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The Weekly Eater

Chic Il Lupino’s menu still a mixed bag

    Sommelier and salumist John Wilson plates charcuterie meats at Il Lupino Trattoria and Wine Bar in the Royal Hawaiian Center.
    Chef Nicola Sayada tosses pasta for Bucatini Amatriciana.

  • Il Lupino Trattoria & Wine Bar, cousin to Wolfgang Zwiener’s popular steakhouse, tries to find success on its own.

With ll Lupino Trattoria and Wine Bar’s opening following that of the successful launch of Wolfgang’s Restaurant by Wolfgang Zwiener last year, Zwiener is hoping lightning will strike twice for him at Royal Hawaiian Center.

Although Wolfgang’s Steakhouse was new to Hawaii, the first by the 41-year Peter Luger Steakhouse veteran dates to 2002 in New York, so he’s got that steakhouse formula down. In comparison, Il Lupino (said to translate to "Little Wolf," though Italians in town say "Lupeto" would free it from some unintended kaona), is the baby of the family, with attendant growing pains.

I was urged by some readers to go to the restaurant as soon as it opened last month, but having gone, I thought I’d wait a bit. It wasn’t quite done tweaking the menu or its prices, which have gone up a bit. I was particularly intrigued when I caught sight of the meat slicer, right next to the bar. I had an inkling of what was coming and thought charcuterie service was worth waiting for. It’s such a rare treat in Hawaii that it feels so decadent and special.

When I returned to the restaurant last week, charcuterie still wasn’t on the menu, but it was serving platters to anyone who inquired, and when you see someone in the heart of the dining room slicing and plating something that looks so delectable, who wouldn’t ask?

The platters are subject to change, but that night the offering was a combination of thin-sliced coppa, a dry-cured pork shoulder; aged blue cheese; a soft, savory sheep’s milk cheese; quince; and a challenge to diners of head cheese that was enjoyably beefy, if one could stomach the idea of eating the brain terrine.

It’s currently being offered in a range of $15 to $40, depending on your selections, with options to pick three or five items.

The restaurant is city-chic and simply appointed. The real ambience comes from the full house and sophisticated clientele. No doubt many are filtering in from the neighboring Pink Palace and Sheraton Waikiki. Italian cuisine is a universal favorite, and I can see why many would be lured by the huge "Il Lupino" lettering facing the two hotels at the back of the Royal Hawaiian Center.

In the kitchen it’s still hit-or-miss.

The salads here are good, starting with the panzanella ($11), a chunky combination of chopped cucumbers, red and yellow tomatoes, olives, red onions, croutons and gorgonzola tossed in a balsamic vinaigrette.

For those with a taste for bitter greens, Insalata di Rucola ($11) of baby arugula, candied Marcona almonds and candied pears was promising. I loved the delicate vinaigrette, but whoever added the last flourish of salt had too heavy a hand. What should have been a small pinch tasted more like a teaspoon. I should have sent it back rather than risk hypertension.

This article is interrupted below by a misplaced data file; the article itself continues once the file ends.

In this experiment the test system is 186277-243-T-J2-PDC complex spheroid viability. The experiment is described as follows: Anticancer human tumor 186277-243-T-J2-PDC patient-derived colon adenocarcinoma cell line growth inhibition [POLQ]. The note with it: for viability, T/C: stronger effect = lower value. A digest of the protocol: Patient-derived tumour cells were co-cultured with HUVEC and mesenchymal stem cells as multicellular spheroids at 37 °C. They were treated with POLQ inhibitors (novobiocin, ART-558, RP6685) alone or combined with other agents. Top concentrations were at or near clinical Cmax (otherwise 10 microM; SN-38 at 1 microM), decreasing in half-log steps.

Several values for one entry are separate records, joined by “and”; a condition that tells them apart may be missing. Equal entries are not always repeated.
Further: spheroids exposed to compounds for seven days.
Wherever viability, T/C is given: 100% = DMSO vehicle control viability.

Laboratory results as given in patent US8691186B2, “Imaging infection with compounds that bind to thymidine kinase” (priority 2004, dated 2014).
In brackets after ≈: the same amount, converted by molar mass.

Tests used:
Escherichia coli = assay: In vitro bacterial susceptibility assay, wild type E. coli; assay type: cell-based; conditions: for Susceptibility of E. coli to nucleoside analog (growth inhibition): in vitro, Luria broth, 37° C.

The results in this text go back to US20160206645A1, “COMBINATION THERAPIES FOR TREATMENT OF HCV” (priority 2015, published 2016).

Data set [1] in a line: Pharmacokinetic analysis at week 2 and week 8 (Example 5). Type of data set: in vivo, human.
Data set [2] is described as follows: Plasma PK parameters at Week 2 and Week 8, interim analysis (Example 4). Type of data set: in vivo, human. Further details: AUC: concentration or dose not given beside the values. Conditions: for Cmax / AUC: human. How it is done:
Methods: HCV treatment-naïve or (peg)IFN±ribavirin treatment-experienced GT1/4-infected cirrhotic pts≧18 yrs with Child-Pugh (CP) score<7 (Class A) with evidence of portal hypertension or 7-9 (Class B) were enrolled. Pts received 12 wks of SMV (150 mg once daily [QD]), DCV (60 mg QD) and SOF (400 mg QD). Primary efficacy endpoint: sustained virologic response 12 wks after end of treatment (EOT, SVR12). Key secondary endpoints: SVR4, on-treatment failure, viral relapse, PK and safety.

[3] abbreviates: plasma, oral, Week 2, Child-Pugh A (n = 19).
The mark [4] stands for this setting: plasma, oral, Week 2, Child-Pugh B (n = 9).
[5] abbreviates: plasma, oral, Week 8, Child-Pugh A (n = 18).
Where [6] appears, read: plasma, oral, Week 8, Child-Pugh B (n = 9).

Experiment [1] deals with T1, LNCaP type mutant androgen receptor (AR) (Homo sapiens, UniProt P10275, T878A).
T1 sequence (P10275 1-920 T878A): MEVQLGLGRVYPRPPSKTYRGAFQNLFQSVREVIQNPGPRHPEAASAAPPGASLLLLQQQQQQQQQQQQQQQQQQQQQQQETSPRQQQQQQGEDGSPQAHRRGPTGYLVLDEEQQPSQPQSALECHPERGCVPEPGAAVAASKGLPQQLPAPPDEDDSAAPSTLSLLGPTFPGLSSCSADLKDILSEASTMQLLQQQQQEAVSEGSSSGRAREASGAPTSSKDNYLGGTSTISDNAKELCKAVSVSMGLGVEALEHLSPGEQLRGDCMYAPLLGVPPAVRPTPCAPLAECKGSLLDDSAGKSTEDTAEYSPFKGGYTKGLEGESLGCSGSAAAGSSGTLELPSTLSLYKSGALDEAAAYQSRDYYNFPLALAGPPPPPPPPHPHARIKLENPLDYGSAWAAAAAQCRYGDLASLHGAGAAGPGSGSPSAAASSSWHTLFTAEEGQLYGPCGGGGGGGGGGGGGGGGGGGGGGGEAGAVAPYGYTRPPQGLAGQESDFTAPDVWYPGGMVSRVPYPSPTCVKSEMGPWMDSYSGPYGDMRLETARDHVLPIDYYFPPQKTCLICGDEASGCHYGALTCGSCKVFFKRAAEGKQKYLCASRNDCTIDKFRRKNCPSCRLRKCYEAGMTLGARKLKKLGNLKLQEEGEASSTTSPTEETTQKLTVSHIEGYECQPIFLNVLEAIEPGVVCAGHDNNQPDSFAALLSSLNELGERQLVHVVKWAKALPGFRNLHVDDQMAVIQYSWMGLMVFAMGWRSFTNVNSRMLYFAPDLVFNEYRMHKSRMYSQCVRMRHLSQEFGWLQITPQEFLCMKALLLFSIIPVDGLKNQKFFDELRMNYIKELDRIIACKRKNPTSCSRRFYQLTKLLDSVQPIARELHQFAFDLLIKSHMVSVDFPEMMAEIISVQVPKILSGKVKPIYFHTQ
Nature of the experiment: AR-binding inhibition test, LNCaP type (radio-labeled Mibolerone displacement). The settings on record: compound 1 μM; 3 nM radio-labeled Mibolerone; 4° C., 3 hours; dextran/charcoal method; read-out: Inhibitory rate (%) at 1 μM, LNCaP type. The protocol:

But I like the attention paid to vegetables overall. There’s more in the form of side orders like spinach sauteed with oil and lemon ($10), which was just perfect, as were red and yellow roasted beets sprinkled with gorgonzola ($9).

The budget-oriented would be able to make a nice meal of salads and shared pizza or pastas. The pizza crust is nothing special, but a simple Margherita ($14) with pomodoro sauce, buffalo mozzarella and basil is always a pleasure. I also like the ample veggies topping the zucchini and melanzane pizza ($14) of oven- roasted zucchini, eggplant and tricolor peppers.

You can’t go too far wrong with $15 to $20 pastas, but they aren’t appreciably better than $10 pastas around town. A friend who had visited on a separate occasion complained that the linguini with clams ($16) had no flavor. Red and white versions are offered. I don’t know which she ordered, but the garlic and white-wine version, made richer with a little butter, was fine, even if the pasta was a bit flabby.

I always fall for the ravioli, this time, a slow-cooked duck ravioli with duck ragu ($20). These are mostly pasta and tangy sauce and very little filling. The ragu was supposed to make up for it, a nice try, but there was little duck flavor overall. I had no complaint about the four-piece portion, but a friend — a tiny woman — did, saying she could have eaten 12 pieces.

My favorite dish turned out to be the tagliatelle all puttanesca ($15), sensual, drapey strips of pasta coated with a tomato sauce of capers, anchovies and olives with a spicy zip.

Grilled salmon ($28) is another standard can’t-go-wrong sort of dish. Here, it receives an unusual topping of cucumbers that add little but texture, flavor-wise. That’s the job of the balsamic vinegar sauce.

The menu is rounded out with filet mignon ($38), grilled New York steak ($36) and veal ($27) and chicken piccata ($22), but I was lured by osso buco ($47) promising pine nuts, olives, golden raisins and creamy risotto Milanese. The reality did not live up to the anticipation, mostly because the bright, acidic tomato sauce didn’t have the rich, slow-cooked savory appeal you’d expect at that price point.

Overall, it’s a nice place to visit, but one where the food doesn’t yet measure up to the setting or intent to establish another world-class brand.

Nadine Kam‘s restaurant reviews are conducted anonymously and paid for by the Star-Advertiser. E-mail

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